Nvidia Geforce Gtx Titan X Gm

A render depicting the NVIDIA Titan X GPU. Source: NVIDIA. 

Back in March 2015, NVIDIA (NASDAQ:NVDA) released a new flagship graphics processor called GM200. It also released a new graphics card based on a fully enabled version of this chip, marketed as the Titan X.

At the time of its launch, the Titan X became the undisputed single-GPU performance champion. The Titan X's reign as the unequivocal single-GPU champion lasted a mere three months before it was effectively matched by NVIDIA's lower-end GTX 980 Ti, based on a cut-down version of the GM200 chip.

In third party reviews, the Titan X was still faster than a run-of-the-mill GTX 980 Ti by a couple of percentage points, though the latter cost just a fraction of what the former did ($650 versus $999). The value proposition of the Titan X was greatly diminished following the launch of the 980 Ti.

What's even worse for the Titan X, though, is that NVIDIA apparently didn't allow third party graphics board vendors to build customized cards around the full GM200 chip. Custom cards from vendors such as ASUSTek, MSI, and Gigabyte tend to feature higher quality PCBs and more robust cooling solutions, which allows the graphics chip to run at higher speeds than factory rating.

The market is now filled with GTX 980 Ti cards that run at such high speeds out of the box that they're actually quite a bit faster -- and cheaper -- than the Titan X!

NVIDIA should have let board partners go wild with the full GM200
I believe that if NVIDIA had allowed its board partners to "go wild" in trying to build compelling custom solutions for the full GM200 chip, we would have seen cards that would still -- even in light of the flood of excellent GTX 980 Ti-based boards on the market -- been compelling to those willing to spend top dollar to buy the absolute best.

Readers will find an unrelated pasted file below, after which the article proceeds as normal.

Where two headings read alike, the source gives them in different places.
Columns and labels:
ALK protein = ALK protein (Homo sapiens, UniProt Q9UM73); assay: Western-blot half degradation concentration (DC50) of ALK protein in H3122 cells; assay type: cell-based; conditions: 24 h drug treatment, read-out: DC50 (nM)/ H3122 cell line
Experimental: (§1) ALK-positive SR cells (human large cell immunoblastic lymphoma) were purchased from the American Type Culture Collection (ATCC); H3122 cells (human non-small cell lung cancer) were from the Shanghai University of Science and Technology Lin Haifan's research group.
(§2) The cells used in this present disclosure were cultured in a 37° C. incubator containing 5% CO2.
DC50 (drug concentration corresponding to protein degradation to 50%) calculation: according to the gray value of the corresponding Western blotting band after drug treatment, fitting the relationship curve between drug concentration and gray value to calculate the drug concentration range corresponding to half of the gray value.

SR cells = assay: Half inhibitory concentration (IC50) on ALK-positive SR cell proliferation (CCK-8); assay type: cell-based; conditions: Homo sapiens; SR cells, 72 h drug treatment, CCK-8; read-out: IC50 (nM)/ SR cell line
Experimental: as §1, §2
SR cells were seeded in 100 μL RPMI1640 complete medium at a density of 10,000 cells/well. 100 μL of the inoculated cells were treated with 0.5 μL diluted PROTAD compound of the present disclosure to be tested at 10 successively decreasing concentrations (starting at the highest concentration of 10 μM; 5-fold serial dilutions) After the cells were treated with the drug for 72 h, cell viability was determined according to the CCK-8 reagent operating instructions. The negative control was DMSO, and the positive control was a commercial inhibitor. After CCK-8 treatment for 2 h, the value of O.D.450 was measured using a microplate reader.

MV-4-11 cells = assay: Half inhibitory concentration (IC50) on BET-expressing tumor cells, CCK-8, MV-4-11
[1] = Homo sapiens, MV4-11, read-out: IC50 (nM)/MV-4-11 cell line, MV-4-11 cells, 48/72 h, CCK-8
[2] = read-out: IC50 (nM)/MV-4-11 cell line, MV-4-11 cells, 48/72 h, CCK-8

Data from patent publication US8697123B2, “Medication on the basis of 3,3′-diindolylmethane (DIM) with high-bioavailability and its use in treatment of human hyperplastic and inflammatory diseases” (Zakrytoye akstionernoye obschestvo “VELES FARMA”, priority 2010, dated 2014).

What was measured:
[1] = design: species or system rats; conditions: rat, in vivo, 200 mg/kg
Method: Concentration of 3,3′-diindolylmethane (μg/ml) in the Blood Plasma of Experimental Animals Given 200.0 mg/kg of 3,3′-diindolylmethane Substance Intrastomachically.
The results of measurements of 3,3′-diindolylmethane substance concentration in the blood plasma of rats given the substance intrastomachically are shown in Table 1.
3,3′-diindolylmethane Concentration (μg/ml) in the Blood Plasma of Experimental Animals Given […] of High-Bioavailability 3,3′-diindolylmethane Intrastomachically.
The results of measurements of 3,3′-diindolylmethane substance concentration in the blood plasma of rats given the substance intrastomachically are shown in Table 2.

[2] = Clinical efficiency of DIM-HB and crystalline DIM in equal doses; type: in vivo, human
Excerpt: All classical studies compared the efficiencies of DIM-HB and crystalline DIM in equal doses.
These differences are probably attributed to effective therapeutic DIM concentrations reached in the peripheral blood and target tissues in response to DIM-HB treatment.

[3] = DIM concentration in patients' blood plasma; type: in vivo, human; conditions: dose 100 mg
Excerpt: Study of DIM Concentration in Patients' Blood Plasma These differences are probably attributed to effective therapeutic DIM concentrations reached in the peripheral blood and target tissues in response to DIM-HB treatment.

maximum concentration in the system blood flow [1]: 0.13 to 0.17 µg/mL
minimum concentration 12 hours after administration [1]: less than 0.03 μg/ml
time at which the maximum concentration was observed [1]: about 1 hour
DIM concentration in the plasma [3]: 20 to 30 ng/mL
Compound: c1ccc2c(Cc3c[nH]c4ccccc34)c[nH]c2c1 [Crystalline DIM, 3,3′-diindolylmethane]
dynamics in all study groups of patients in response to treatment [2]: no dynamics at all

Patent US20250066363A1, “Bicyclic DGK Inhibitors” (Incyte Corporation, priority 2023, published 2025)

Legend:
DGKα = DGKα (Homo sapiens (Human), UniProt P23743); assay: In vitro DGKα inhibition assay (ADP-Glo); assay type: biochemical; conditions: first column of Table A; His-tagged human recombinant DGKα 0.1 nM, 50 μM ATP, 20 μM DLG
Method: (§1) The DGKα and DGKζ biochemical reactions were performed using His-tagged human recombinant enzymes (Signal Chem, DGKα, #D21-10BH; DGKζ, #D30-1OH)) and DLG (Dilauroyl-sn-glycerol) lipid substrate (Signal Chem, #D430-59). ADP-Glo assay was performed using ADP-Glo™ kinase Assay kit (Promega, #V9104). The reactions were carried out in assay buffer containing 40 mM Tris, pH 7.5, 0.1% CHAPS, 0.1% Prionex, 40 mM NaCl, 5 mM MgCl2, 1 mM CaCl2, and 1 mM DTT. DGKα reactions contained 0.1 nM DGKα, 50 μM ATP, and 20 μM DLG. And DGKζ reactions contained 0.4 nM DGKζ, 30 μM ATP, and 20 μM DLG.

This might have helped to boost NVIDIA's average selling prices in its gaming GPU business (albeit probably not by a whole lot given the relatively small volumes that $999 graphics chips will sell at).

That being said, it's worth emphasizing that NVIDIA's gaming graphics chip business has continued to perform spectacularly in terms of both revenue and market segment share, so this is more a minor quibble rather than a significant "issue" with the company's product strategy.

Might we see board partners get their hands on fully enabled GM200 chips later on?
NVIDIA is expected to roll out a new generation of graphics processors, code-named Pascal, beginning at some point in 2016.

It is not clear when next year gamers should expect to see these graphics processors, but if I had to guess, I'd say that Pascal will launch in the second half of 2016.

Since Pascal is likely to be such a huge jump in performance over either the GTX 980 Ti or the Titan X as a result of a migration to a new manufacturing process as well as the use of a new, much higher bandwidth memory known as High Bandwidth Memory 2, or HBM2, my guess is that the board vendors wouldn't bother with custom Titan X designs at this stage of the game.

Maybe next time, though?
I hope that with NVIDIA's Pascal architecture, we will see the full-fat versions of those graphics chips from third party board vendors, even if they come at a significant premium to "cut down" versions. As NVIDIA has witnessed firsthand as its gaming GPU sales have continued to surge, gamers are often willing to pay extra for more performance and features.

Ashraf Eassa has no position in any stocks mentioned. The Motley Fool recommends Nvidia. Try any of our Foolish newsletter services free for 30 days. We Fools may not all hold the same opinions, but we all believe that considering a diverse range of insights makes us better investors. The Motley Fool has a disclosure policy.